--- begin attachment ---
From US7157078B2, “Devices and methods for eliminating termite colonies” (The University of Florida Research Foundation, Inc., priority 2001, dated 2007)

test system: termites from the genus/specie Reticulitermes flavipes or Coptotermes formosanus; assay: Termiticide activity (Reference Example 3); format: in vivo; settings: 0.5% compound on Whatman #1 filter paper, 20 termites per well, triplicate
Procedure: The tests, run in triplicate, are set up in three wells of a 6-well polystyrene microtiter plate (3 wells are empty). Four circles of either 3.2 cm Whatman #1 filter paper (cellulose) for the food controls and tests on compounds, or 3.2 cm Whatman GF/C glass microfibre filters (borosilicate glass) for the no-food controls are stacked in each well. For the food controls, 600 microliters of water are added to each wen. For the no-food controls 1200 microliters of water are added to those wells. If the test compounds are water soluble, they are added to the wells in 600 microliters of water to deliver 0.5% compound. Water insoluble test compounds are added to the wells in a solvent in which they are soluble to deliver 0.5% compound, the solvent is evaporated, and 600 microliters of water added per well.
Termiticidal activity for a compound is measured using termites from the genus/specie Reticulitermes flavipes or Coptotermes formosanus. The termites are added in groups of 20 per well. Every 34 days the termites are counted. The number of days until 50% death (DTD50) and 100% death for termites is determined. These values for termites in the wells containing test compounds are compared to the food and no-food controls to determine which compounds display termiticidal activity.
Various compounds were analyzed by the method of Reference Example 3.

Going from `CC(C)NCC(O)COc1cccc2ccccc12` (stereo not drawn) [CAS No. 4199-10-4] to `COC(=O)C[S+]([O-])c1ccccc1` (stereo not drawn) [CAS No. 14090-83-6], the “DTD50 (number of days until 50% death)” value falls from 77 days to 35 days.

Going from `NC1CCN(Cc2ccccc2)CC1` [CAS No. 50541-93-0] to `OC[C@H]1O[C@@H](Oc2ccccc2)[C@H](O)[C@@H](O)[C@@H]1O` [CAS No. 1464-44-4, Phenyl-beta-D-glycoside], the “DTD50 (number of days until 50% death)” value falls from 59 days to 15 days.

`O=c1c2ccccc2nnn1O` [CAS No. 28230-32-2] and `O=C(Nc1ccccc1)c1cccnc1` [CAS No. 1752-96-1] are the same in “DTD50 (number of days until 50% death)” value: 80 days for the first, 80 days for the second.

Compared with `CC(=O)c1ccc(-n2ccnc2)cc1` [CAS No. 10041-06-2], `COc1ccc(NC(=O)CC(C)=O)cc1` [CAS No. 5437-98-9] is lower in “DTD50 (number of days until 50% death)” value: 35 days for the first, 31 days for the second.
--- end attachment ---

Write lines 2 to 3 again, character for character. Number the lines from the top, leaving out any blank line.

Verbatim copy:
test system: termites from the genus/specie Reticulitermes flavipes or Coptotermes formosanus; assay: Termiticide activity (Reference Example 3); format: in vivo; settings: 0.5% compound on Whatman #1 filter paper, 20 termites per well, triplicate
Procedure: The tests, run in triplicate, are set up in three wells of a 6-well polystyrene microtiter plate (3 wells are empty). Four circles of either 3.2 cm Whatman #1 filter paper (cellulose) for the food controls and tests on compounds, or 3.2 cm Whatman GF/C glass microfibre filters (borosilicate glass) for the no-food controls are stacked in each well. For the food controls, 600 microliters of water are added to each wen. For the no-food controls 1200 microliters of water are added to those wells. If the test compounds are water soluble, they are added to the wells in 600 microliters of water to deliver 0.5% compound. Water insoluble test compounds are added to the wells in a solvent in which they are soluble to deliver 0.5% compound, the solvent is evaporated, and 600 microliters of water added per well.